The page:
A recently filed petition for certiorari is asking the High Court to take up the Feres Doctrine and correct the judicial doctrine that has been the cause of so much heartache for U.S. service members and their families.
The case involves a married couple that were both in the armed services. Unfortunately, during childbirth at a military hospital in Washington state, Rebekah Daniel died. Her husband couldn't get answers as to what happened, and in turn, filed a lawsuit alleging medical malpractice. However, the Feres Doctrine was relied upon to dismiss his case at the district court level, and the Ninth Circuit upheld the dismissals.
The Feres Doctrine, in short, is a catch 22 to the Federal Tort Claims Act that applies to service-members and basically says they don't have the same rights under the FTCA. Any injury or harm that results to a service member or their family as a result of active service cannot be claimed under the FTCA under the Feres Doctrine.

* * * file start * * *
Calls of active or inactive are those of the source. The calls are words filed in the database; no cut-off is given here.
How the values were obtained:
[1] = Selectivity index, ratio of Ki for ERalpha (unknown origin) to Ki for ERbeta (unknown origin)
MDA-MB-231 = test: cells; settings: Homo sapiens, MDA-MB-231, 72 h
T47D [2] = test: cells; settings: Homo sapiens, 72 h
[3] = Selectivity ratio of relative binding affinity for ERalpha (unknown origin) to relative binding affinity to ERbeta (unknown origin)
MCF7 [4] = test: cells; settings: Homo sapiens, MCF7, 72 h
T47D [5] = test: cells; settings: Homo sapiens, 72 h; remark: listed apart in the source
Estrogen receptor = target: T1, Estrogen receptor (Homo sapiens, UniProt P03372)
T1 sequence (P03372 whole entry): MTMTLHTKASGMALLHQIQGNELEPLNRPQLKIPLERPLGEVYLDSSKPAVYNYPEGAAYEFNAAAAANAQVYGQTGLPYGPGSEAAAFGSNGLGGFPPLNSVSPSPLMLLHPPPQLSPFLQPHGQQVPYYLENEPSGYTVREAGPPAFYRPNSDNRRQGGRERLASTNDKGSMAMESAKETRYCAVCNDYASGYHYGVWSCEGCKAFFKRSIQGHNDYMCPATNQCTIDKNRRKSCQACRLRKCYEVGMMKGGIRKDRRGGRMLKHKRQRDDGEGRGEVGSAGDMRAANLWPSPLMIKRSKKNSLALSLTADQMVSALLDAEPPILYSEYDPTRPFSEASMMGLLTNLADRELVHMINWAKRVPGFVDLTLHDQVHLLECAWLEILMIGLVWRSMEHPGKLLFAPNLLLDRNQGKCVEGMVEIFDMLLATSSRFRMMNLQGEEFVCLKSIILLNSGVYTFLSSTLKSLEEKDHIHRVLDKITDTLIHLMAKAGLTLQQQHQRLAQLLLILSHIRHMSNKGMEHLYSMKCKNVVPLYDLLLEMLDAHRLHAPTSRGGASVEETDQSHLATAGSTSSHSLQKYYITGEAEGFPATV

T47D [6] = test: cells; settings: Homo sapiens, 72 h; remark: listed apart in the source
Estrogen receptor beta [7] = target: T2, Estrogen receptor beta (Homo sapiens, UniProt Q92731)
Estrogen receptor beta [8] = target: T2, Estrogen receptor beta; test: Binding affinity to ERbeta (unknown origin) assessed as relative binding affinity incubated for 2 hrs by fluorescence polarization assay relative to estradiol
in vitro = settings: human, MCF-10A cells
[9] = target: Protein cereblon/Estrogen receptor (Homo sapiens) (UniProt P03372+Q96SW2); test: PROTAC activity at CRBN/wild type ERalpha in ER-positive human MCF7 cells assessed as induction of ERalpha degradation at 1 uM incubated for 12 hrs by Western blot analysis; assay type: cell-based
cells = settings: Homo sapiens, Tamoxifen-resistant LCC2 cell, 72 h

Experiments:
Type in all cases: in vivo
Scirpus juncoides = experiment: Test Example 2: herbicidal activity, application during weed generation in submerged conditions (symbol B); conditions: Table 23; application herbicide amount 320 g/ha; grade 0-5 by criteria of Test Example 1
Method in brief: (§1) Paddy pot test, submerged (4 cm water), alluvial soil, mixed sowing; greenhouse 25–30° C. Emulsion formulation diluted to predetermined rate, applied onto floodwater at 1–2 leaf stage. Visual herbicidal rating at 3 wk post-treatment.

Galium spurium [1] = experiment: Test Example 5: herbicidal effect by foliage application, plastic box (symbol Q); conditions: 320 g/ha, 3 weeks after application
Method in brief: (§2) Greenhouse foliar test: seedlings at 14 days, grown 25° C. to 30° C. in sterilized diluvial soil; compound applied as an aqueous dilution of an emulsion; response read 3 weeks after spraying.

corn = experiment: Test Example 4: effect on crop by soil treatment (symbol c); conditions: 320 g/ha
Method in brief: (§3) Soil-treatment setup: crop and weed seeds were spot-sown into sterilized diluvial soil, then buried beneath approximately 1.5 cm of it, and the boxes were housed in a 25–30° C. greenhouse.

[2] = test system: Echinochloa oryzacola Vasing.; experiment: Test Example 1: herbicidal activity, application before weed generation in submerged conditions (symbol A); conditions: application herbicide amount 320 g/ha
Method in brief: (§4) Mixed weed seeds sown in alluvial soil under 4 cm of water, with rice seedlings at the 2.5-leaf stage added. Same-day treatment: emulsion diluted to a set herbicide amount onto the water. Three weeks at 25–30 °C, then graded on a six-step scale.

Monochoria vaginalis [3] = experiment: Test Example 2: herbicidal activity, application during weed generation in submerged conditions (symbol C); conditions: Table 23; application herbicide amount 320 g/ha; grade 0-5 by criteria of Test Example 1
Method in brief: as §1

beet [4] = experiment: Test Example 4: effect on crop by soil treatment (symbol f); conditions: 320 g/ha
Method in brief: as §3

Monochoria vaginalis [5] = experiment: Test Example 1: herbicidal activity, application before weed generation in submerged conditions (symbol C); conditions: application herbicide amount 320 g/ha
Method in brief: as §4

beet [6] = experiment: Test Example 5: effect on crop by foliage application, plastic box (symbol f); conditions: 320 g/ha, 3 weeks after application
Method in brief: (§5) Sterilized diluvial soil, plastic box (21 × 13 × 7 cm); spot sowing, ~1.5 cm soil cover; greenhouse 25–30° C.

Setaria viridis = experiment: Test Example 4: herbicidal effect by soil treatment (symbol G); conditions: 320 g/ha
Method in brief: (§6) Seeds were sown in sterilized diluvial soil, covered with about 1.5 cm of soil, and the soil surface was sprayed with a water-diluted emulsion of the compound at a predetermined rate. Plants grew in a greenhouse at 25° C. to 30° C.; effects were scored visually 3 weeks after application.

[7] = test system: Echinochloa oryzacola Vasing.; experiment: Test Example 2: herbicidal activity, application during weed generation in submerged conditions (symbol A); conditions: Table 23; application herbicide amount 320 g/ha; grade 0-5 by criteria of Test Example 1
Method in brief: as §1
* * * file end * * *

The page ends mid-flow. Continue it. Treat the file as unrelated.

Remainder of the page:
Curiously, somehow injuries like a child-birth gone wrong, or other injuries sustained at a military hospital, fall under the wide umbrella of what is considered a result of active service.
SCOTUS hasn't taken the issue up for since the late 1980s, and even then, Justice Scalia was more than critical of the doctrine, calling for its overruling. But it didn't happen then, and critics aren't very hopeful that it will happen now, even if the Daniel case is accepted.